Bader tries to put Nogueira under pressure from the very start, moving forward and trying to throw big right hands down the pipe. Nogueira seemingly happy to box off the backfoot, putting combinations together. Bader takes him down and unloads some BOMBS on Nogueira and is very close to finishing the veteran. Nogueira gets Bader into his guard, but that doesn’t stop Bader working his ground and pound with Bader landing numerous shots to the body and head. He keeps his head on the chest of Nogueira to avoid getting caught in a submission. Nogueira scrambles back to his feet. Nogueira connects with a kick. Shrugs off two takedown attempts and connects with a right hand that hurts Bader. Bader shoots for a takedown but Nogueira is quickly back to his feet. Looks to push the action standing but the buzzer sounds. Bader’s round 10-9.
Both exchanges kicks. Nogueira’s footwork seems more aggressive than in the first round. Nogueira looks for the left hand, but may be guilty of head hunting. Nogueira again connects with a right hand, but misses with a wild left hook. Bader goes for a takedown but its shrugged off. Bader tries to put some punches together, but Nogueira has his hands up. Bader gets the takedown, but Nogueira quickly establishes wrist control and actually lands the better of the punches off his back. Nogueira lands a couple of jabs and stuffs another takedown. Nogueira connects with a knee but Bader responds by muscling Nogueira into the cage. Nogueira finishes the round with a kick. Difficult round to score. I’d expect many judges to give it to Bader due to the takedown, but he failed to actually do anything with it. I think Nogueira’s superior boxing throughout that round earns him the round and levels my scorecard 19-19.
At the start of the round, Bader gets caught in the eye by Nogueira. Bader connects with a kick, goes for a takedown but Nogueira is able to stuff it. Nogueira pushing the action with his boxing, and showing superb takedown defense. Nogueira connects with a knee to the body. Bader gets Nogueira down, but Nogueira gets back onto his feet without taking any damage. Nogueira controlling the centre of the Octagon and pushing the action with his jab. Bader tries to put a combination together but he’s punches like power. Still very even this ruond. Bader landing more punches, but Nogueira lands a great left jab. Nogueira puts together a good combination, but Bader is able to take him down. Bader is doing nothing in terms of ground and pound. I give that round to Nogueira – showed tremendous takedown defense stuffing numerous takedown attempts, stopped Bader doing anything with him whenever he got him down and was the better standing. Therefore I have it 29-28 to Antonio Rogerio Nogueira. All three judges give it to Ryan Bader 30-27 which is quite frankly absolute nonsense – in both Round Two and Round Three Bader was clearly second best in the standup game and his takedowns were frequently blocked.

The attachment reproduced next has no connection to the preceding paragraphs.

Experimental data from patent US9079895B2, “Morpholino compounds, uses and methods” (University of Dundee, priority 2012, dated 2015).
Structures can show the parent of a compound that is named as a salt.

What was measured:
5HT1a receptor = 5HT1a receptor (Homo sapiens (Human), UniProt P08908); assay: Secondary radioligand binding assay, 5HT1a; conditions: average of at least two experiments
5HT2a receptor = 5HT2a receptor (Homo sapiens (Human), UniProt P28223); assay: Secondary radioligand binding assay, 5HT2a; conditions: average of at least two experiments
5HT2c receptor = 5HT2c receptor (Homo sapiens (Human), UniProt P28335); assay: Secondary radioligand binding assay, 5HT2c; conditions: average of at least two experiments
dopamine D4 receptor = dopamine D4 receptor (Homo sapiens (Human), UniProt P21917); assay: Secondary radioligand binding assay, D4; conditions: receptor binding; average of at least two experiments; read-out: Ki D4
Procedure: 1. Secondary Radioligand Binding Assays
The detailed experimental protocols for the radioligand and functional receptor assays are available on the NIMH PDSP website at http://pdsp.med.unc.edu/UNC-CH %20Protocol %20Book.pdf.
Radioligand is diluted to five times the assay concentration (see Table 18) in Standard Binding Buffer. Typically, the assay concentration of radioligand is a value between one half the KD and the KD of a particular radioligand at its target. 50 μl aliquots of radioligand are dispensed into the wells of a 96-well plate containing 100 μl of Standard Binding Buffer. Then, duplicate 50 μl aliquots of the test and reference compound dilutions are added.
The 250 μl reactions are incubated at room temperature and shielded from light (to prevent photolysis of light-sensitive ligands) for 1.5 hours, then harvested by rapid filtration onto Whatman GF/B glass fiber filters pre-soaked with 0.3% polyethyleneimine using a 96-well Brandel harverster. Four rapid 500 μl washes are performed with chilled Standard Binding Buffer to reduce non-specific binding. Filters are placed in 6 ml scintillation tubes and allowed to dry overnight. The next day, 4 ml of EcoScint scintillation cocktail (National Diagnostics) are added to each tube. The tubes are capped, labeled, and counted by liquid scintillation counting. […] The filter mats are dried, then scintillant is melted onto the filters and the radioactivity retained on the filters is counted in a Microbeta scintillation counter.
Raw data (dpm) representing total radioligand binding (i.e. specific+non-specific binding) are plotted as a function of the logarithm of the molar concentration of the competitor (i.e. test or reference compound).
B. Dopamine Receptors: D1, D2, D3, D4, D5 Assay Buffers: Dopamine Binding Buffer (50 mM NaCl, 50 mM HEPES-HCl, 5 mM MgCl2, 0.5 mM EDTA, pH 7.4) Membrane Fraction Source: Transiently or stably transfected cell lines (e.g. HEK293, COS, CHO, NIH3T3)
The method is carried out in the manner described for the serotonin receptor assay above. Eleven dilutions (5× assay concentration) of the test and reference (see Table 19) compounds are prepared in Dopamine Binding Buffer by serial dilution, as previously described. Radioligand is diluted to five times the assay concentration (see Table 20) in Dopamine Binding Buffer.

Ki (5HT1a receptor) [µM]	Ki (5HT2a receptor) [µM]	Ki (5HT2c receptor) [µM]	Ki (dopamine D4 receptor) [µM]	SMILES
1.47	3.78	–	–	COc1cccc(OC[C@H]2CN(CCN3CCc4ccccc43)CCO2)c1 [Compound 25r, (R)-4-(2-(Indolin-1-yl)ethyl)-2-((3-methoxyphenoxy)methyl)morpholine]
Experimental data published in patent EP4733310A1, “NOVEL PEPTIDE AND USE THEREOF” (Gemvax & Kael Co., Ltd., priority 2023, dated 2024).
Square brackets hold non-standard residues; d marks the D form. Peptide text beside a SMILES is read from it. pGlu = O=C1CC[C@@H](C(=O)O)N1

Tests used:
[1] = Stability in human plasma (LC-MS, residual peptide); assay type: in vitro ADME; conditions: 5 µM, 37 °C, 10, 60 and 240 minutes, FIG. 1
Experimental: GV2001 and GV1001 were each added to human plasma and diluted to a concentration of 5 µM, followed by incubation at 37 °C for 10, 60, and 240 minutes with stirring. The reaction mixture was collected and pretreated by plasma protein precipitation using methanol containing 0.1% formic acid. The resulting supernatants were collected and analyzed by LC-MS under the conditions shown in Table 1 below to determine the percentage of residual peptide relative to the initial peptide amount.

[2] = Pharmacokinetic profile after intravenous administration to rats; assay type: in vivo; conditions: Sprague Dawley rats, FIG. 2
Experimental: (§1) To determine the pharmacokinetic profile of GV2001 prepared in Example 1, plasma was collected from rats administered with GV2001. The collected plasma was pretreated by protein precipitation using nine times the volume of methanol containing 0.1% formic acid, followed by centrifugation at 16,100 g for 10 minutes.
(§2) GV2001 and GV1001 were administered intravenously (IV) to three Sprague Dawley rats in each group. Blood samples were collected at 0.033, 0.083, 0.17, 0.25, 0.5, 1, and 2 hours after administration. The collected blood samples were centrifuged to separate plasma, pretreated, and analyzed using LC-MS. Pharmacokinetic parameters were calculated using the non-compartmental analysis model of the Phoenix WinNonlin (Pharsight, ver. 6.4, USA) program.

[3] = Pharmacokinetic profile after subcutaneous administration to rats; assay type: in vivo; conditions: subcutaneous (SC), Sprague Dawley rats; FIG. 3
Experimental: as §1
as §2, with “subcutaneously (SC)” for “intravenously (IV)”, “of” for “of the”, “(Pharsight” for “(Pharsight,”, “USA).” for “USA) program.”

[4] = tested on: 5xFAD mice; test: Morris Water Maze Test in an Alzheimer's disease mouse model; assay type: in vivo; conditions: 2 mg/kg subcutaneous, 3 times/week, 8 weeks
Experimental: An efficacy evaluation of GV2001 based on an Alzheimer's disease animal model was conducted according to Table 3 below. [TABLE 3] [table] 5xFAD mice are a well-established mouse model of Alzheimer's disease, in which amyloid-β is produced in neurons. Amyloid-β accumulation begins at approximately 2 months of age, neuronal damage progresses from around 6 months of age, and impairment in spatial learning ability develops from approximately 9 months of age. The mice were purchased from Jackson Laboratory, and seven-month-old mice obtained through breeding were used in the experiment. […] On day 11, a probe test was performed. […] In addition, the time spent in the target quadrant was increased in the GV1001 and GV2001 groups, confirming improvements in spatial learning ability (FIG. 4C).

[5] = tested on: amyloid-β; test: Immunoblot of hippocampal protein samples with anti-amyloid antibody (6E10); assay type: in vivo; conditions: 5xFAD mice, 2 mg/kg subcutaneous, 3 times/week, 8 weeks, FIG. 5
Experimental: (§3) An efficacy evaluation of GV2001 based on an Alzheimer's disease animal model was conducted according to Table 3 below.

Ryan Bader defeated Antonio Rogerio Nogueira by unanimous decision (30-27, 30-27, 30-27).
This is it, tonight’s main event. Frank Mir is the favorite in this fight, but I wonder whether his year long experimentation with his weight will cause him problems. The human body is not meant to bulk up to 270Ibs and then go down to 228Ibs to then go back to 255Ibs in the space of one year. That is going to play havoc with his already suspect stamina. If Cro Cop can survive the early barrage then he has a chance to really impose himself on the fight as Mir tires.
Mir starts off aggressively, but Cro Cop lands a jab. Cro Cop comes in with a combination. Mir goes for a takedown, blocked by Cro Cop. Mir has Cro Cop up against the cage, lands some good knees. Cro Cop throws a knee in counter and it lands low. Mir tries to rush in but Cro Cop evades the punches. Cro Cop tries to flick out a jab, and throws a hook. Mir again pushes forward, but Cro Cop moves out of the way. Cro Cop throws another left hand, but doesn’t land. Mir goes for a takedown, pushing Cro Cop up against the cage. While he can’t get the takedown, Mir does connect with knees and elbows, plus gets to wear Cro Cop down by leaning on him. They seperate but Mir quickly pushes Cro Cop up against the cage. Cro Cop connects with a leg kick, Mir again pushes Cro Cop up against the cage. Mir takes the round 10-9 and its like watching Randy Couture.
Cro Cop whips in a hook, but it lands on Mir’s arm. He goes for another hook but it misses. Cro Cop flicks out another jab. Mir is in the centre of the ring but is being oddly passive. Goes for a takedown, pushes Cro Cop up against the cage and leans on the Croatian. The crowd gets restless and Herb Dean seperates them. Match is lacking in intensity. Mir again pushes Cro Cop up against the cage and the crowd is getting restless again. Mir throws some knees to the mid-section. Goes for another takedown but can’t get. Another seperation called. Cro Cop connects with a high kick and a leg kick. Throws a head kick but it misses. Round ends and the crowd boos the hell out of the fight. God knows how you score that round. Mir takes it I guess. 20-18 on my scorecard.
Crowd is booing this fight heavily now. Mir goes for a takedown but is shrugged off twice. Mir tries a trip but Cro Cop evades it. Cro Cop pushes with his boxing but nothing is clicking. Cro Cop put together a good combination that snapped Mir’s head back. Mir goes for a takedown but eventually just pushes Cro Cop into the cage, and leans on him some more. Crowd is booing like crazy. They’re separated by Herb Dean. The fight is drifting to a decision, until Mir connects with a big knee straight to the head of Cro Cop. Mir dives in and finishes the fight is over at 4:02 in the third round.
Frank Mir defeated Mirko Cro Cop at 4:02 in R3 via Knockout